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NY A86992

MAR-2 RR:NC:5:353 A86992


Mr. Lawerence R. Pilon
Hodes & Pilon
33 North Dearborn St.
Chicago, IL 60602-3109

RE: THE COUNTRY OF ORIGIN MARKING OF hospital care garments.

Dear Mr. Pilon:

This is in response to your letter dated August 16, 1996 requesting a ruling on whether the proposed marking of country of origin, on the reverse side of the label is an acceptable country of origin marking for imported hospital care garments. A marked sample was not submitted with your letter for review. However, a photo copy of the label was attached to your letter.

The marking statute, section 304, Tariff Act of 1930, as amended (19 U.S.C. 1304), provides that, unless excepted, every article of foreign origin (or its container) imported into the U.S. shall be marked in a conspicuous place as legibly, indelibly and permanently as the nature of the article (or its container) will permit, in such a manner as to indicate to the ultimate purchaser in the U.S. the English name of the country of origin of the article.

In the instant case, you state that the country of origin label will be on the back of the label. The country of origin marking on the back of the label is not conspicuous within the meaning of these provisions. In Headquarters Rulings Letters 724694, dated March 6, 1984, 731727, dated June 16, 1989 and 086861, dated June 2, 1990, Customs ruled that a country of origin marking on the back of a label is not easy to find and is therefore not conspicuous. The ultimate purchaser should not have to fold over the label to read the country of origin marking. In accordance with those rulings, we find that because the country of origin marking on the health care garment is on the back of the label it is not conspicuous and should be placed on the front of the label.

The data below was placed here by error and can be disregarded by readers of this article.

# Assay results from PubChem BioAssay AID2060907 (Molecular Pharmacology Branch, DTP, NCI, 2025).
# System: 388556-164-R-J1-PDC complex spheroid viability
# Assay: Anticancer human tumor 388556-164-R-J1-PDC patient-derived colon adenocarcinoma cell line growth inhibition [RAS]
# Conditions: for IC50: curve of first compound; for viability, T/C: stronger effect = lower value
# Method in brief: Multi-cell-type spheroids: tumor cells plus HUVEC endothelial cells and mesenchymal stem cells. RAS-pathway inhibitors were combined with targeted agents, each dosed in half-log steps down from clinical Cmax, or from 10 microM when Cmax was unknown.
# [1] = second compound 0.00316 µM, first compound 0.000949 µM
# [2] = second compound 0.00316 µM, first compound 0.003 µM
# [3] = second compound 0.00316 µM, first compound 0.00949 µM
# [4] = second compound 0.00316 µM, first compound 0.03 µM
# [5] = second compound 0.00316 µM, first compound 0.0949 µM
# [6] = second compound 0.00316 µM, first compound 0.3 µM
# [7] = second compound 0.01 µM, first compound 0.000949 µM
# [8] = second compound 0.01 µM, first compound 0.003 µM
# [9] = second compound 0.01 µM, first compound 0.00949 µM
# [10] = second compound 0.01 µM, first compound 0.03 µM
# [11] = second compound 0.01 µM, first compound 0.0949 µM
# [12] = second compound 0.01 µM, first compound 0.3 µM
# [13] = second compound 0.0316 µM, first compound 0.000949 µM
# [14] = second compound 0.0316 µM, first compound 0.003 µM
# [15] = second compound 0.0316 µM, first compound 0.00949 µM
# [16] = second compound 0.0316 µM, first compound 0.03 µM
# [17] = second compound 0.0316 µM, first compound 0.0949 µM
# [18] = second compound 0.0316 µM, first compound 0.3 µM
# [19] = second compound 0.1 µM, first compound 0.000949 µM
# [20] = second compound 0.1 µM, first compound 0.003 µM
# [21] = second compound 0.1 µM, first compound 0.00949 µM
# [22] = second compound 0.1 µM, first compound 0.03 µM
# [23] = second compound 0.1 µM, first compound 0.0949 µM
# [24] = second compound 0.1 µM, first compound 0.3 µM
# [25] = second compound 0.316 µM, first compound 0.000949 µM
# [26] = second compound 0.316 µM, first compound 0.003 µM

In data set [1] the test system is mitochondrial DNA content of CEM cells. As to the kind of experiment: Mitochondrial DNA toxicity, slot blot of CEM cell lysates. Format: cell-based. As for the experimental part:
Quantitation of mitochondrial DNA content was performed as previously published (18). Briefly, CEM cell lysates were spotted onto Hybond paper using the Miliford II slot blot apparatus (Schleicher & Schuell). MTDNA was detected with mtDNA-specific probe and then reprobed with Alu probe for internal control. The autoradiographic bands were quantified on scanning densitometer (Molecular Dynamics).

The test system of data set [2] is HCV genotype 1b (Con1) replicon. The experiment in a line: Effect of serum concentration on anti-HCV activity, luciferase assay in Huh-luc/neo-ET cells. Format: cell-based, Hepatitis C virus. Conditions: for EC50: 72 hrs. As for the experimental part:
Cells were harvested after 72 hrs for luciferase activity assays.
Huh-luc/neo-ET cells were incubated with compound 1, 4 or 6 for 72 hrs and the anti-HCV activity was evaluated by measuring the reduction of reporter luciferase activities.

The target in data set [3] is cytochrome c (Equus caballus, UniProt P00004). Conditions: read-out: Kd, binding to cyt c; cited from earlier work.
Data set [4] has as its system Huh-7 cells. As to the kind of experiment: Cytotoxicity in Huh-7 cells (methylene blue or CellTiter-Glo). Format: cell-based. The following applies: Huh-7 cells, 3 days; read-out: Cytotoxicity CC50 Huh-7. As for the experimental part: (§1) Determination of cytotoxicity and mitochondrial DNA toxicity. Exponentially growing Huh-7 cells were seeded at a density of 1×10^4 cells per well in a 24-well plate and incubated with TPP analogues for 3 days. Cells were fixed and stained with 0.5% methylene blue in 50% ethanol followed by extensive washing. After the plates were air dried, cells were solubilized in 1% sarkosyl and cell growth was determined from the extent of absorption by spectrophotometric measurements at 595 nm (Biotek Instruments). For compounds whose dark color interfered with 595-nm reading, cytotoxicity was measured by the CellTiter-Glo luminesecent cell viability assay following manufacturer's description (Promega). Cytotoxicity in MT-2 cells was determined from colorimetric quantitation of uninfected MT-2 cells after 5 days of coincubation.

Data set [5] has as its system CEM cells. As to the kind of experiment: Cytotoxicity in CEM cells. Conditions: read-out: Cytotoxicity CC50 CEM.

As provided in section 134.41(b), Customs Regulations (19 CFR 134.41(b)), the country of origin marking is considered conspicuous if the ultimate purchaser in the U.S. is able to find the marking easily and read it without strain.

With regard to the permanency of a marking, section 134.41(a), Customs Regulations (19 CFR 134.41(a)), provides that as a general rule marking requirements are best met by marking worked into the article at the time of manufacture. For example, it is suggested that the country of origin on metal articles be die sunk, molded in, or etched. However, section 134.44, Customs Regulations (19 CFR 134.44), generally provides that any marking that is sufficiently permanent so that it will remain on the article until it reaches the ultimate purchaser unless deliberately removed is acceptable.

Additionally, please note that separate Federal Trade Commission marking requirements exist regarding country of origin, fiber content, and other information that must appear on many textile items. You should contact the Federal Trade Commission, Washington, D.C., 20580, for information on the applicability of these requirements to these items.

This ruling is being issued under the provisions of Part 177 of the Customs Regulations (19 CFR Part 177).

A copy of the ruling or the control number indicated above should be provided with the entry documents filed at the time this merchandise is imported. If you have any questions regarding the ruling, contact National Import Specialist Martin Weiss at 212-466-5881.


Roger J. Silvestri

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